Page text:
United States District Court, D. Connecticut
RULING AND ORDER
Vanessa L. Bryant United States District Judge
25, 2017, Plaintiff, pro se, filed a Motion for an
Emergency Hearing on Getting Mental Health Treatment. [Dkt.
86]. In this motion, Plaintiff stated he took 12-15 aspirin
on May 13, 2017, because he was “feeling depressed and
emotional” in part because he was “in the cell
for 24 hours due to it being Saturday and on the
weekends.” Id. As a result of this intentional
overdose, he was taken to the infirmary where medical staff
then discontinued his medications. Id. Plaintiff
also notified the Court in this motion that he would be
released from Connecticut Department of Correction
(“DOC”) custody on June 16, 2017. Id. He
requested a hearing to receive proper medical treatment
before his release because he feared release without
medication. Id. The Court granted the motion and
held a hearing on June 6, 2017. The Court construes
Plaintiff's request to be one for a temporary restraining
order and/or preliminary injunction. For the following
reasons, the Court DENIES Plaintiff's request.
is currently incarcerated at Northern Correctional
Institution (“Northern”). He claims to have been
diagnosed with multiple mental disorders and that he has
taken medication to treat the disorders since childhood.
According to Plaintiff, Northern does not have a mental
health unit, and he has been placed in the administrative
segregation unit for almost the entirety of his stay there.
Plaintiff believes that the Defendants have acted with
deliberate indifference in failing to provide him with
adequate mental health treatment during his custody at
Northern and previously at Cheshire Correctional Institution
(“Cheshire”). Plaintiff claims that the
conditions at Northern and Cheshire have “caused him to
suffer from criminal charges; racing thoughts, fear for
safety, loss of sleep, extreme anxiety attacks; to engage in
acts of being beaten by custody as a form of self-harm . . .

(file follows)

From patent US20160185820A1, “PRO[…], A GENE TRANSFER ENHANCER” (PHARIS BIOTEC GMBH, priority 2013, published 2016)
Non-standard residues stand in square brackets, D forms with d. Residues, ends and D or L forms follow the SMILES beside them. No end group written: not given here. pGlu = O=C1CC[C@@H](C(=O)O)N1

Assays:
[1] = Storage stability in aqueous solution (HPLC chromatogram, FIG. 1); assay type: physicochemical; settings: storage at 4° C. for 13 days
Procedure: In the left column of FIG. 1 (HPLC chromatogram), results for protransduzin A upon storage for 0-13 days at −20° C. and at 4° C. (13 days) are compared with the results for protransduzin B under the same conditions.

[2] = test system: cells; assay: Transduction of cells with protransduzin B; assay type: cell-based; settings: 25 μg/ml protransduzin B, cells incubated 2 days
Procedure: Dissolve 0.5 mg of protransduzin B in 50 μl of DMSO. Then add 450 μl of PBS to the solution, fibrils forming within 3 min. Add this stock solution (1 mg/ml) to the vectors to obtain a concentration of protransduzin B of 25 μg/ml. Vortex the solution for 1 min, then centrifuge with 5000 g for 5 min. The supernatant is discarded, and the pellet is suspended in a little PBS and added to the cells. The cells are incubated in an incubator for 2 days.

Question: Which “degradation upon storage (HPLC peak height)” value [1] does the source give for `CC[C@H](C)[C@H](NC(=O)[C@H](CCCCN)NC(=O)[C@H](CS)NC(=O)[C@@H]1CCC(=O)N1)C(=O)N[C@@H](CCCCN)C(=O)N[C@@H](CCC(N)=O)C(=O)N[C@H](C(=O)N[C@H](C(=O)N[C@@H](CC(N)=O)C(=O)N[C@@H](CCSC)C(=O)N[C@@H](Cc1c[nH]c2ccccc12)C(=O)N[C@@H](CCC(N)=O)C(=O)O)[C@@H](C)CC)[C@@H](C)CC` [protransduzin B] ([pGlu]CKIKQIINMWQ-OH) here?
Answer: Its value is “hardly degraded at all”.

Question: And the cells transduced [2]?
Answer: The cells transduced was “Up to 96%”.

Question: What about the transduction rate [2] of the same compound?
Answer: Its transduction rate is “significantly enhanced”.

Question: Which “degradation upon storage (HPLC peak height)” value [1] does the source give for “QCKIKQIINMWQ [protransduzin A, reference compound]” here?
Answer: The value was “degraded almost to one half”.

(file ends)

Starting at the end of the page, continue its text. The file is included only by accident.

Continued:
extreme distrust of authority figures, to isolate himself out
of fear of being attacked; to have depression; [and] to have
anger/rages.” [Dkt. 1 ¶ 57].
addition, Plaintiff contends Defendant Dr. Gagne sexually
harassed him when they spoke one-on-one. The Plaintiff
reported the incident, but no action was taken in response to
the report. Plaintiff also alleges Defendant Dr. Frayne on
many occasions placed the Plaintiff on behavior observation
status in retaliation for the Plaintiff's complaints to
Dr. Frayne's supervisor regarding improper treatment of
the Plaintiff's mental health conditions.
filed a complaint with this Court on September 27, 2016,
seeking declaratory and injunctive relief and monetary
damages for violations of 42 U.S.C. § 1983, due process
under the Fifth and Fourteenth Amendments, unlawful
disciplinary sanctions, the Eighth Amendment for an alleged
sexual harassment, the First Amendment for retaliation, and
42 U.S.C. § 12101, et seq. The Court dismissed
certain allegations in its Initial Review Order, [Dkt. 20],
and presently the following claims remain:
• the Eighth and Fourteenth Amendment claims of
deliberate indifference to mental health needs and safety and
unconstitutional conditions of confinement against Defendants
Semple, Rinaldi, Erfe, Cournoyer, Mulligan, Laffargue, Burns,
Gallagher, Liebel, Cruz, Frayne, Gagne and Johnson in their
individual and official capacities;
• the Eighth Amendment sexual harassment claim against
Defendant Gagne in his individual and official capacity;
• the Fourteenth Amendment due process claim against
Defendants Semple, Rinaldi and Burns in their individual and
official capacities in connection with the Plaintiffs
improper transfer to Northern and Cheshire and placement in
the administrative segregation programs at those facilities;
• the First Amendment retaliation claim against
Defendant Frayne in his individual and official capacity; and
• the ADA claim against Defendants Department of
Correction, Semple, Rinaldi, Erfe, Cournoyer, Mulligan,
Laffargue, Burns, Gallagher, Liebel, Cruz, Frayne, Gagne and
Johnson in their official capacities.
Id. at 13. Due to Plaintiff's recently filed
Motion for Emergency Hearing, the Court learned that
Plaintiff will be released on June 16, 2017. The Court held a
hearing to address his current medical treatment as well as
DOC's procedure prior to and subsequent to release.
temporary restraining order is an “extraordinary and
drastic remedy, one that should not be granted unless the
movant, by a clear showing, carries the burden of
persuasion.” Merrill Lynch, Pierce, Fenner &
Smith, Inc. v. Reidy, 477 F.Supp.2d 472, 474
(D. Conn. 2007) (quoting Moore v. Consol. Edison Co. of
N.Y.,Inc.,409 F.3d 506, 510 (2d Cir. 2005)).
“The purpose of a temporary restraining order is to
preserve an existing situation in status quo until the court
has an opportunity to pass upon the merits of the demand for
a preliminary injunction.” Garcia v. Yonkers Sch.
Dist., 561 F.3d 97, 107 (2d Cir. 2009). The factors
considered in assessing whether to grant a request for a
temporary restraining order are similar to those used to
determine the merits of a motion for a preliminary
injunction. See Control Sys., Inc. v. Realized ...